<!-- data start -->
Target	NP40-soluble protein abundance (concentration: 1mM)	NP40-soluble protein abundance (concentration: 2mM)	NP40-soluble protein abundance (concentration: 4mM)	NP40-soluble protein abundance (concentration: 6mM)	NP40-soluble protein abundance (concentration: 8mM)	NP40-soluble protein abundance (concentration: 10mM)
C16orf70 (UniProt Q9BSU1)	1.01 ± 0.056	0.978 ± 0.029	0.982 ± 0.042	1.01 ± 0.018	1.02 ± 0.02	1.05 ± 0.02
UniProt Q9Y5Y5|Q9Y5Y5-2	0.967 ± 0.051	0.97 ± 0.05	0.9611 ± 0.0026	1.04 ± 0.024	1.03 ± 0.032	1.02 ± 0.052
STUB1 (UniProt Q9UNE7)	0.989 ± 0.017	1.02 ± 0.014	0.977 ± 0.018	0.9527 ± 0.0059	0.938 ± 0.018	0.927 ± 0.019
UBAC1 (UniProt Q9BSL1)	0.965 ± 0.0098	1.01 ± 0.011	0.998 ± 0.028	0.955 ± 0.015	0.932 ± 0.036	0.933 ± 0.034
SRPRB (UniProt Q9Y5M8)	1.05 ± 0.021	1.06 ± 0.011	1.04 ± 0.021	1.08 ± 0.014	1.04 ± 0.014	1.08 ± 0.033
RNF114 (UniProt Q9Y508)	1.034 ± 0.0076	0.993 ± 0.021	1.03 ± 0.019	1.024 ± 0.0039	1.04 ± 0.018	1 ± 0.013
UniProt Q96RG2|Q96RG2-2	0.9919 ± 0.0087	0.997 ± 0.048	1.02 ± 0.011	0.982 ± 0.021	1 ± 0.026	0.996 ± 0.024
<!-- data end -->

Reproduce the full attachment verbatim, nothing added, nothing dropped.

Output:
Target	NP40-soluble protein abundance (concentration: 1mM)	NP40-soluble protein abundance (concentration: 2mM)	NP40-soluble protein abundance (concentration: 4mM)	NP40-soluble protein abundance (concentration: 6mM)	NP40-soluble protein abundance (concentration: 8mM)	NP40-soluble protein abundance (concentration: 10mM)
C16orf70 (UniProt Q9BSU1)	1.01 ± 0.056	0.978 ± 0.029	0.982 ± 0.042	1.01 ± 0.018	1.02 ± 0.02	1.05 ± 0.02
UniProt Q9Y5Y5|Q9Y5Y5-2	0.967 ± 0.051	0.97 ± 0.05	0.9611 ± 0.0026	1.04 ± 0.024	1.03 ± 0.032	1.02 ± 0.052
STUB1 (UniProt Q9UNE7)	0.989 ± 0.017	1.02 ± 0.014	0.977 ± 0.018	0.9527 ± 0.0059	0.938 ± 0.018	0.927 ± 0.019
UBAC1 (UniProt Q9BSL1)	0.965 ± 0.0098	1.01 ± 0.011	0.998 ± 0.028	0.955 ± 0.015	0.932 ± 0.036	0.933 ± 0.034
SRPRB (UniProt Q9Y5M8)	1.05 ± 0.021	1.06 ± 0.011	1.04 ± 0.021	1.08 ± 0.014	1.04 ± 0.014	1.08 ± 0.033
RNF114 (UniProt Q9Y508)	1.034 ± 0.0076	0.993 ± 0.021	1.03 ± 0.019	1.024 ± 0.0039	1.04 ± 0.018	1 ± 0.013
UniProt Q96RG2|Q96RG2-2	0.9919 ± 0.0087	0.997 ± 0.048	1.02 ± 0.011	0.982 ± 0.021	1 ± 0.026	0.996 ± 0.024